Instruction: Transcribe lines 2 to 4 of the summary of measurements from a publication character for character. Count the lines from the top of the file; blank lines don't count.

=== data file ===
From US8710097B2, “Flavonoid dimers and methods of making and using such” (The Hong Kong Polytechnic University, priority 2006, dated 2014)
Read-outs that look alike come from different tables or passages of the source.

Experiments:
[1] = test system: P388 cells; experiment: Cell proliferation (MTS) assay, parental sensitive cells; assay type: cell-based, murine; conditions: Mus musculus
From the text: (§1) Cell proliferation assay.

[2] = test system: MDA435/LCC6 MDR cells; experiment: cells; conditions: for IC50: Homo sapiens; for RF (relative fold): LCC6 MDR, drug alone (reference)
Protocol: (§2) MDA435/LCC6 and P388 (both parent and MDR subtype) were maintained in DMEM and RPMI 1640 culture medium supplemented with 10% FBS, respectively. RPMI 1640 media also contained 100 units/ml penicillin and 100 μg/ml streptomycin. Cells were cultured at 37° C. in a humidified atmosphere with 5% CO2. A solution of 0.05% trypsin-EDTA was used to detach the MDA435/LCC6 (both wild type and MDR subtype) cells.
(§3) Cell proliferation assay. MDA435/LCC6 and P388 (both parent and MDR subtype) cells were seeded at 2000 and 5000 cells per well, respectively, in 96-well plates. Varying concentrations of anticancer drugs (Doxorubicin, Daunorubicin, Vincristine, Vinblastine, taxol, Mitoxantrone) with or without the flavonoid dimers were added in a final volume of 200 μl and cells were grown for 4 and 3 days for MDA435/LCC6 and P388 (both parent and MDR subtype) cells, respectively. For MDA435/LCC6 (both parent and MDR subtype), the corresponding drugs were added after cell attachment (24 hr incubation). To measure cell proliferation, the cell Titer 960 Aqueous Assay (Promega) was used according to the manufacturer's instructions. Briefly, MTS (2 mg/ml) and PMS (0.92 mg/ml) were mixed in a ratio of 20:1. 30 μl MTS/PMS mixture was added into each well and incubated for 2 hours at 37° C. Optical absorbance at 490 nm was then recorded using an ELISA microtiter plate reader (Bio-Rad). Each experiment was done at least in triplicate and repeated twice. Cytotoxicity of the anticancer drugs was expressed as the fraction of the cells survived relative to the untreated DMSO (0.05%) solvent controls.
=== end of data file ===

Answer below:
Read-outs that look alike come from different tables or passages of the source.

Experiments:
[1] = test system: P388 cells; experiment: Cell proliferation (MTS) assay, parental sensitive cells; assay type: cell-based, murine; conditions: Mus musculus